“It was a no-brainer decision for me,” said Meyer, who hit .381 in 21 at-bats. “I’ve been here three years, I was part of the Dirty Dozen, and from a personal standpoint I’ve developed and grown a lot and I love what this University has to offer. I was already preparing for Plan B with grad school, but now I get to put on a uniform again and play the game I love. I couldn’t be more grateful.”
Meyer truly is getting an unexpected chance. He injured his shoulder diving back into first base during the final homestand and likely wasn’t going to be able to return this year anyway.
“I felt something snap and didn’t feel good,” Meyer said. “It was like my whole college career flashed before my eyes right there diving back to first base and coming off the field.
“I’m doing pretty good now. It’s hard for me to talk about it that way because obviously the bigger picture is there’s a lot of bad stuff going on around the world but for me personally it worked out. Selfishly I get the opportunity to come back and play again, but it’s unfortunate what’s going on. I’m just grateful something worked out in my favor and I get to play baseball again.”
Adding Hicks back into the mix is a huge deal. He was named the best senior in the Mountain West from D1 Baseball after leading the team with a .386 average with eight doubles, a home run and 11 RBI while starting and batting third in all 14 games.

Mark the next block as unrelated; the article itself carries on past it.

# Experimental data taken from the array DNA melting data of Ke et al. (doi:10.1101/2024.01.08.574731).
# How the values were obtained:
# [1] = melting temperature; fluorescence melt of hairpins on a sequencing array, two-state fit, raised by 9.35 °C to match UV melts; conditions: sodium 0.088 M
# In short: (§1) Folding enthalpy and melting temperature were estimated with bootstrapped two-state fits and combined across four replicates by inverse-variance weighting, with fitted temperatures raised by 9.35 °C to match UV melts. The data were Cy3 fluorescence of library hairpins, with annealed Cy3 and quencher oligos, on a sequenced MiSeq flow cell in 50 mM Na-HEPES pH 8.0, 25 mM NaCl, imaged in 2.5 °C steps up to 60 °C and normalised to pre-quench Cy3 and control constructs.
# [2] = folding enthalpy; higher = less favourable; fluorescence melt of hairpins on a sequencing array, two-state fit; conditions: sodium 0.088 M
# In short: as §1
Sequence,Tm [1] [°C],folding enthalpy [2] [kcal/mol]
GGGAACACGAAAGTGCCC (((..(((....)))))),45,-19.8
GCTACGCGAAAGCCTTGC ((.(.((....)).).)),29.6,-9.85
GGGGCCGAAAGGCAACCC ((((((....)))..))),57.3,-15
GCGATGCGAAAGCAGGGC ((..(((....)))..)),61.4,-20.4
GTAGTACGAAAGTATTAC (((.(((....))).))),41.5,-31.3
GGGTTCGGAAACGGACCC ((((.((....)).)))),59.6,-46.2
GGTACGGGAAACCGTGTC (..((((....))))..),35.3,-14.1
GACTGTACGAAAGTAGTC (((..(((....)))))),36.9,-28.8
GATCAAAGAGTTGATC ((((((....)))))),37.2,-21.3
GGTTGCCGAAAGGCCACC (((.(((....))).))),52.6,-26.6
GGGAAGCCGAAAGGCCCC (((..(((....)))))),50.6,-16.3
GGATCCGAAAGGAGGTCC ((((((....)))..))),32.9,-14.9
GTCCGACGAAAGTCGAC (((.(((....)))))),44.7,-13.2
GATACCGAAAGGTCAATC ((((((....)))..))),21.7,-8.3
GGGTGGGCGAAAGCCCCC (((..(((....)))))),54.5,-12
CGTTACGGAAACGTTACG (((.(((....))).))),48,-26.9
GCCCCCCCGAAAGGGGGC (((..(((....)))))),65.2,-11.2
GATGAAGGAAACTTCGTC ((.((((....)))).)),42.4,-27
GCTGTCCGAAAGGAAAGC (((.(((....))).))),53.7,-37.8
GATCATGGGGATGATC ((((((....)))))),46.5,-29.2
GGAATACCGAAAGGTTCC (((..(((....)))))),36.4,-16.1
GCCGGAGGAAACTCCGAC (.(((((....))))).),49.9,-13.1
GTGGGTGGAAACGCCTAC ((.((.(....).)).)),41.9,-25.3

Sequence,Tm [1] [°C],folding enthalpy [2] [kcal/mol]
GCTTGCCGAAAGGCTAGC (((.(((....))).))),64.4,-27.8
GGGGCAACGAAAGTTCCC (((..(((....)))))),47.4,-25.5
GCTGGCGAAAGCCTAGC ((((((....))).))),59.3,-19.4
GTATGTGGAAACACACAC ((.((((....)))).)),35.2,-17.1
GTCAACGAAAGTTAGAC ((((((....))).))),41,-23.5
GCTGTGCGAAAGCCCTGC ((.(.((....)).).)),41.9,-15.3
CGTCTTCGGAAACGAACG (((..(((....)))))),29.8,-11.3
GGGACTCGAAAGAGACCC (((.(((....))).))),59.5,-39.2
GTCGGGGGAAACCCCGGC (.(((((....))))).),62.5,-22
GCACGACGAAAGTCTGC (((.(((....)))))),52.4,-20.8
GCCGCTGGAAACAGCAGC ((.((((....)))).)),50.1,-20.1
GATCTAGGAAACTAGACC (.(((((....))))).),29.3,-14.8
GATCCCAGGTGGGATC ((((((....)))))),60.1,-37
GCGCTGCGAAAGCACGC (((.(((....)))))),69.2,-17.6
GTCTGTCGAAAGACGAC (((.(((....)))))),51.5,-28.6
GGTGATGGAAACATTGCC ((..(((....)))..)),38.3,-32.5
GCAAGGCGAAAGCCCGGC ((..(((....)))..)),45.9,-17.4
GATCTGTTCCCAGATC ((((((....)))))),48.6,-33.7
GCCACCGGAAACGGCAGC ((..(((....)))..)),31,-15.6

Hicks was weighing the possibility of getting drafted or signing a free agent contract to start his pro career, but the uncertainty about the Major League Baseball Draft led him to return to school. The draft is typically 50 rounds, but could be shortened to less than 10 rounds this year — if they even have it at all.
“It’s not really a bet that I’m willing to make right now,” Hicks said. “It’s just a much safer option coming back and taking another year to develop and improve. The draft is going to be crazy and a lot of guys won’t get drafted or get an opportunity. This was the best thing for me, and for the team.”
Baseball gets 11.7 scholarships to divide among the players. Those on scholarship must get at least 25% of a scholarship, but rarely in baseball do players get 100%.
Van Tol confirmed that he increased Hicks’ scholarship to the point where it was a better financial option for him to return to school than potentially sign a pro contract.
“It’s not about the money, but that was definitely a big part of the decision,” Hicks said. “Everybody in the program made it pretty clear they wanted me to be part of this again next year.”
Boise State had a 9-5 record and was in its first season since 1980 when the year was cut short. The Broncos had just gone 9-2 on an 11-game homestand and scored at least seven runs in eight of their final nine games.
Now they unexpectedly get two of their best players back for another year.
“We were really starting something this year,” Hicks said. “I would have been shocked if we weren’t in the Mountain West Tournament (top four teams qualify). We were playing that kind of ball and we were only getting better, too. That’s the type of ball you’ll be seeing from the Broncos for years to come. I’m beyond blessed that I still get to be part of it.”